Revolutionising the economy

Identifying investment opportunities in Quantum Computing

Quantum Exponential intends to identify different investment opportunities in the quantum computing sector focussing on NATO allied countries. These include, but are not limited to, quantum communications, quantum sensing, quantum metrology and quantum computing software and components. Initially, Quantum Exponential will not pursue investments in companies that make classical cyber security software which claims to be quantum resistant and companies that use quantum technologies in their product description without a scientific justification. Quantum Exponential have identified over 175 start-ups that potentially meet our investment strategy with a focus on seed funding for start-ups with second stage funding plans in preparation.

Quantum Exponential will source investment opportunities directly and in conjunction with Notion Capital, one of Europe’s leading tech VC investors who will refer early-stage quantum technology investment opportunities. Notion Capital uses a proprietary digital sourcing technology that applies heuristics to signals from multiple public data sources and will augment these with the company’s internal data sets to identify those companies most suited to Quantum Exponential’s investment strategy.

For each investee company, Quantum Exponential intends to deploy initial capital, co-lead on that company’s next funding round and provide expertise to its business operations and strategic plans. Quantum Exponential will seek to achieve its investment objectives and strategy by taking an active approach in their investments.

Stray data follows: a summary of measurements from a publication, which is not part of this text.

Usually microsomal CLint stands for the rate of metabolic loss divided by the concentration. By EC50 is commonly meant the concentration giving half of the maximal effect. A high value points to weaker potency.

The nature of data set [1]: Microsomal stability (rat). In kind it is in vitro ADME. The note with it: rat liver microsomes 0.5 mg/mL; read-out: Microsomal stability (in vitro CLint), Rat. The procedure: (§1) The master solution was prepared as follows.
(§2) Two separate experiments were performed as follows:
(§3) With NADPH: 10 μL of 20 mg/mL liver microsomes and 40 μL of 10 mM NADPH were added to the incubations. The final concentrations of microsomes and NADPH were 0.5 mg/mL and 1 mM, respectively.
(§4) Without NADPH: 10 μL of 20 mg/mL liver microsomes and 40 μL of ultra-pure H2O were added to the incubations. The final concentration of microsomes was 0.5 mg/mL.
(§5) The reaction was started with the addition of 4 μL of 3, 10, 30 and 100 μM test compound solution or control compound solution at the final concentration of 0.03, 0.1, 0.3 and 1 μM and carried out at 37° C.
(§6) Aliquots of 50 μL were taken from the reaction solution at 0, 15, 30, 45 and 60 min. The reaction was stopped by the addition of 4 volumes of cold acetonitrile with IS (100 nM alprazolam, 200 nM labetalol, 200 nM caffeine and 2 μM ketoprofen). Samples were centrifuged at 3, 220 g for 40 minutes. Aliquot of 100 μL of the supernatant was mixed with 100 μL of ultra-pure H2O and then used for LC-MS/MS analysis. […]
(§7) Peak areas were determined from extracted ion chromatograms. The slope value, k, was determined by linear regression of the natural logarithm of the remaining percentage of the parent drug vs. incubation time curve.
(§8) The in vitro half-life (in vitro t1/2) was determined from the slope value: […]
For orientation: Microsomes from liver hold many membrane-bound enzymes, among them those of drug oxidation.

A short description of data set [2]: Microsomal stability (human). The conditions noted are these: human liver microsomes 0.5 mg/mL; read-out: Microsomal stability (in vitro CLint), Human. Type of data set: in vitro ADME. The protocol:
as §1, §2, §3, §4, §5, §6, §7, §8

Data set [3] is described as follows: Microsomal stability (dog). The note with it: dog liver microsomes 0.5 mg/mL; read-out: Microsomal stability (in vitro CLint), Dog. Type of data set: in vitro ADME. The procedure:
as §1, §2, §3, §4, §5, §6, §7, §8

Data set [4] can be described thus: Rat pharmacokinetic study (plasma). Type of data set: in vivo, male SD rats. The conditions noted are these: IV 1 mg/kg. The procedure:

Quantum Exponential has an option to acquire shares in Arqit Quantum Inc., whose shares are trading on NASDAQ under the ticker ‘ARQQ’. Arqit supplies a unique quantum encryption Platform-as-a-Service which makes the communications links of any networked device secure against current and future forms of attack – even from a quantum computer.

Quantum Communications

Quantum mechanics can be used to create and distribute un-hackable encryption keys. This is achieved by sending random numbers in quantum form, that even a Quantum Computer cannot break. It is thought that eventually there will be a quantum internet where information is teleported globally using quantum mechanics, achieving exceptional speed and power. Quantum teleportation was first proved in 2016 in China by Micius, the first generation of Quantum Encryption Satellite technology. In 2019, BT launched a terrestrial quantum key distribution service between Cambridge and Ipswich.

Quantum Sensing

Quantum sensing involves high-precision measurements of electric, magnetic and gravitation fields that can be applied to medical imaging, underground mapping, and characterisation of materials to name a few. Atoms are entangled and observed through refraction patterns and quantum effects allowing scientists to visualise below the surface of the Earth. The Australian government has developed a mineral exploration system utilising superconducting quantum interference sensors.

Quantum Metrology

Quantum mechanics can be used to create new standards for time and force based on quantum phenomena. Applications of quantum metrology include miniature atomic clocks and accelerometers for signal-free navigation. The National Physical Laboratories, which is part of the UK’s National Measurement Institute, is in the process of building an advanced quantum metrology laboratory to expand its research into quantum technologies. This aims to bridge the gap between quantum science and industry such that a profitable and sustainable quantum industry can grow.

Quantum Computing Software and Components

The major players, including IBM, Google, Intel and D-Wave, have made significant advancements in the field of quantum computing but there are many more hurdles before the technology can become a practical alternative for businesses and software developers will need to learn new ways of writing programs for quantum computers.

Quantum computers consist of 3 parts: a memory, which holds the current machine state; a processor, which performs elementary operations on the machine state; and the input/output which allows the computer to set the initial state and extract the final state of the computation.